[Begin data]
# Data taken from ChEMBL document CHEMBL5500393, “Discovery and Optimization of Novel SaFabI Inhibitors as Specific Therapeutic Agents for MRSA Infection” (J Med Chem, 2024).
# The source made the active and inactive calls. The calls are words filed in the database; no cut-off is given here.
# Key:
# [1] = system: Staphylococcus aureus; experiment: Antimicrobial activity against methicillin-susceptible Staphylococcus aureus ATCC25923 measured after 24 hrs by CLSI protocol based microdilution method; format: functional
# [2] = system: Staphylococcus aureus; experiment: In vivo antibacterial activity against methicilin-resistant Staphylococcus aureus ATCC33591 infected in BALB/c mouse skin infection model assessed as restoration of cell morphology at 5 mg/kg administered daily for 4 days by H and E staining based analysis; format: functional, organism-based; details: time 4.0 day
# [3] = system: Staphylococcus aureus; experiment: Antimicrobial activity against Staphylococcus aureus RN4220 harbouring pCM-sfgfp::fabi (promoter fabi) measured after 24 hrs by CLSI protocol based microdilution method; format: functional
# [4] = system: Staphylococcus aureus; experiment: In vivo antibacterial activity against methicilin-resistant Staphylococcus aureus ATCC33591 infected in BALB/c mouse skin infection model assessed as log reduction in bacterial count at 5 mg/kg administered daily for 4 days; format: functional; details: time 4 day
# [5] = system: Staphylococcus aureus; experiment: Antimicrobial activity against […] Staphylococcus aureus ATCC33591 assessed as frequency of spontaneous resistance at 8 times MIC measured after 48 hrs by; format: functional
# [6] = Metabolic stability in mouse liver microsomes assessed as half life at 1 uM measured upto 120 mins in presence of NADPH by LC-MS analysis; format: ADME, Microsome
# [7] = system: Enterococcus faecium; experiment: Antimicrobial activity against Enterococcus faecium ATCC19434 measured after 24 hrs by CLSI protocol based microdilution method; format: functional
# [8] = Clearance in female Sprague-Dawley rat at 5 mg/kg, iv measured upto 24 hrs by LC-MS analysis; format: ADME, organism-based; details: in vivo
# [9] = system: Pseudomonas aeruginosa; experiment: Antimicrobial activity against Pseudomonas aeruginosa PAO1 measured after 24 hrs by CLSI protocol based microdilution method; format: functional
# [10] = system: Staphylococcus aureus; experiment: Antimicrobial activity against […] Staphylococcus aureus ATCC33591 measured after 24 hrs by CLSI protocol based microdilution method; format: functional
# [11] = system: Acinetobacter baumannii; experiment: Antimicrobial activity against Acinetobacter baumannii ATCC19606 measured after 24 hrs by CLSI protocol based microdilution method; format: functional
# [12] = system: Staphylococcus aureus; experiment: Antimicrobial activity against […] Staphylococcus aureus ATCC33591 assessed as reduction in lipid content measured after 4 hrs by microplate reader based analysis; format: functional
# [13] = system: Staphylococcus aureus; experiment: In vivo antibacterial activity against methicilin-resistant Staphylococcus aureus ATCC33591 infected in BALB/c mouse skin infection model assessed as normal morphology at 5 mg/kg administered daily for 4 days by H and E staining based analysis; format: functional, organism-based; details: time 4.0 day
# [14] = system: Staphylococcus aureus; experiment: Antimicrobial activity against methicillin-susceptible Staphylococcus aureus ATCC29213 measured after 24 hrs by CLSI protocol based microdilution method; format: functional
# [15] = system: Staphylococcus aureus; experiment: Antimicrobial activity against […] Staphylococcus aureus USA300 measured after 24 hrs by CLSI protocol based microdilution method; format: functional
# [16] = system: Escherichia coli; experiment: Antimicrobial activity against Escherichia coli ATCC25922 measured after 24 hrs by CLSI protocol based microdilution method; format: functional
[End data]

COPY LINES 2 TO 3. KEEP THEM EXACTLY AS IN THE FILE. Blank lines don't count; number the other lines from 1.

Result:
# The source made the active and inactive calls. The calls are words filed in the database; no cut-off is given here.
# Key: